What is the possessive of a noun ending in ‑s? Are these both right, or is the second one wrong?

  1. the boys' books

  2. the boss' car


3 Answers 3


Your example sentences confuse two different problems.

For nouns that are plural (such as "boys"), the possessive is formed in writing by adding an apostrophe after the plural -s. This is pronounced the same as the plural and the singular possessive:

The boys' books [boys' sounds like boys]

For singular nouns that end in -s, the possessive is formed by adding -'s, just as with other nouns. This is pronounced as if the spelling were es:

The boss's car [boss's sounds like bosses]

There is a partial exception for proper names that end in s. These names sometimes form their possessive by simply adding an apostrophe, and without changing their pronunciation:

Confucius' sayings

Jesus' teachings

However, this doesn't apply if the name ends with a letter other than s, even if it's pronounced with an s. These names form their possessive as normal:

Marx's theories

In the opposite case of a name which ends in a silent s, the possessive is usually formed by adding an apostrophe in writing, but the apostrophe causes the silent s to be pronounced:

Camus' novels [the final -s in Camus is not silent here]

  • 4
    +1, I hadn't thought about the implications of the proper name exception when used with a silent final s.
    – cori
    Commented Aug 16, 2010 at 22:08
  • 16
    +1, but I'll note that there exist style guides which follow the following simplistic rule: if a singular noun ends with an s, just add “'s”, regardless of whether it's a proper noun or how it's pronounced. I like the simplicity of this rule. Commented Aug 16, 2010 at 22:32
  • 8
    Do you have a source on this with proper names not needing an extra s? I am fairly certain it should still be Confucius's sayings, Jesus's teachings, and Camus's novels, with the first s still silent in the last case.
    – StrixVaria
    Commented Aug 19, 2010 at 16:13
  • 4
    @FumbleFingers But "mistresses" is already plural and wouldn't get the extra s after the apostrophe anyway.
    – StrixVaria
    Commented May 26, 2011 at 1:23
  • 5
    Do you have any authoritative references? I'm not asking because I don't believe you. I'm asking because when the question comes up I can't say "because some guy on the internet said so", not even if said guy got 60 upvotes.
    – Szabolcs
    Commented Feb 26, 2015 at 18:08

On singular nouns that end with an "s" or "z" sound, Wikipedia has a say. According to the article, there is no hard and fast rule on this one and different "authorities" prefer different styles.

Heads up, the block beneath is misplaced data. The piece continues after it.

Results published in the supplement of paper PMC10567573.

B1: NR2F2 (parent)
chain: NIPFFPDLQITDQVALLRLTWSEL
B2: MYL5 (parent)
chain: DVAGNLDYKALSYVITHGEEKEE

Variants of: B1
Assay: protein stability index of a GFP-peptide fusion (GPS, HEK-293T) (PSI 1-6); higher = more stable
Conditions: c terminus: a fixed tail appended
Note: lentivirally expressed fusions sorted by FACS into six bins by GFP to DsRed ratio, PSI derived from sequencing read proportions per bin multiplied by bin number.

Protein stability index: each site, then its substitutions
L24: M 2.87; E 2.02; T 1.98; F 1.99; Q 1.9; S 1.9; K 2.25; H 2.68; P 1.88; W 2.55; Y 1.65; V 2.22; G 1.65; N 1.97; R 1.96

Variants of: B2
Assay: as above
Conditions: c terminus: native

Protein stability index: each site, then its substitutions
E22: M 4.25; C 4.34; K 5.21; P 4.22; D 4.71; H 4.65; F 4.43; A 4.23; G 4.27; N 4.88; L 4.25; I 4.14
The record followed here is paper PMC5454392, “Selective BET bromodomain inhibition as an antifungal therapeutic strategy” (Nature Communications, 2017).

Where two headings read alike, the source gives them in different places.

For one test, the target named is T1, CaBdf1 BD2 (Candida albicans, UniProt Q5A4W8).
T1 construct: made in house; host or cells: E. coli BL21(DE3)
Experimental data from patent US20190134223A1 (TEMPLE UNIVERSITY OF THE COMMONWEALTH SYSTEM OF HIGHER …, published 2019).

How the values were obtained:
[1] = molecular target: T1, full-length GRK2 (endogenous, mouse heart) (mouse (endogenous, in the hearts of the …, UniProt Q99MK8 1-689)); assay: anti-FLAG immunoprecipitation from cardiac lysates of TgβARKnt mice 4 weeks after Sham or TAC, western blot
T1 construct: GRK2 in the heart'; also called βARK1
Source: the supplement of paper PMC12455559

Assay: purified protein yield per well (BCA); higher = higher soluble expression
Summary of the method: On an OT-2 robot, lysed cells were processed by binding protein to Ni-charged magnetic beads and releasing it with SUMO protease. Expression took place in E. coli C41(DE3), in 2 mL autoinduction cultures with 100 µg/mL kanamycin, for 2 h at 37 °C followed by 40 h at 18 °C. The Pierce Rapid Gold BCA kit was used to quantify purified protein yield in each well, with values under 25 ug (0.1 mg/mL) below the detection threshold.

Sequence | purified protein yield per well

See also St. James's park and St. James' park.


On the use of so-called 'zero genitive', marked by a simple apostrophe in spelling ('), and the 's possessive with nouns ending with an s, Quirk, Greenbaum, Leech and Svartvik specify in A Comprehensive grammar of the English Language (pp. 320 & 321) that:

In addition to its normal use with regular plurals such as boys', the 'zero genitive' is used to avoid repetitive or awkward combinations of sounds in the following cases:

(i) with Greek names of more than one syllable that end in -s, as in:

Euripides' /di:z/ plays, Xerxes' army, Socrates' wife

(ii) with many other names ending in /z/, where in speech zero is a variant of the regular /ɪz/ genitive. There is vacillation both in the pronunciation and in the spelling of these names, but most commonly the pronunciation is /ɪz/, and the spelling is an apostrophe only. (In the following examples, the minority form is given in parentheses.)


Burns' (Burns's) poem

Dickens' (Dickens's) novels

Jones' (Jones's) car


/ˈbɜ:nzɪz (bɜ:nz)/

/ˈdɪkɪnzɪz (ˈdɪkɪnz)/

/ˈdʒəunzɪz (dʒəunz)/

Names ending in other sibilants than /z/ have the regular /ɪz/ genitive: Ross's /ˈrɒsɪz/ theories. However, Jesus and Moses normally have the zero form of the spoken genitive, /ˈdʒi:zəs/ and /ˈməuzɪz/, and are written Jesus' and Moses' (as well as Jesus's and Moses's).

(iii) with fixed expression of the form for . . . sake, as in for goddness' sake, for conscience' sake, where the noun ends in /s/.

Boss ends in a sibilant, /s/, other than /z/, and becomes boss's in the possessive. So we have the boss's car.

  • What corpora did Quirk et al use? These Google Ngrams seem to strongly suggest that Burns' is the minority form. If I'm reading them correctly. / tchrist has answered elsewhere that 's and the /ɪz/ pronunciation are almost always twinned. Commented Nov 28, 2019 at 15:54
  • 1
    @EdwinAshworth The list of abbreviations and symbols has SEU which stands for Survey of English Usage (en.wikipedia.org/wiki/Survey_of_English_Usage) founded by Quirk himself in the late fifties at UCL. I agree that the 's forms form Burns, Dickens, Wells and similar names feel intuitively more widespread. Perhaps Quirk et al.'s remark is more prescriptive than descriptive.
    – grandtout
    Commented Nov 28, 2019 at 18:38
  • Hmm, he's/they're usually pretty good. // I came across something giving a rule-of-thumb ('Truss', I think) that usages 'concerning antiquities' tended not to add the second s while more modern examples did (or vice versa). I wondered if this licensed Athens' glory days were millenia ago; Athens's more recent history may not be so well known. Commented Nov 28, 2019 at 19:14
  • @EdwinAshworth According to Longman Pronunciation Dictionary, "With proper names ending in a sibilant, usage varies. Usually, the possessive is pronounced regularly, though the spelling may vary: Jones’ , Jones’s dʒoʊnzəz. Less commonly, the possessive ending is unpronounced (dʒoʊnz), but the corresponding spelling is then Jones’ "
    – GJC
    Commented Jul 23, 2020 at 17:02
  • @GJC Do they mention what research they've carried out? Certainly ACGEL (1985) must be out of date on this now. Commented Jul 23, 2020 at 18:13

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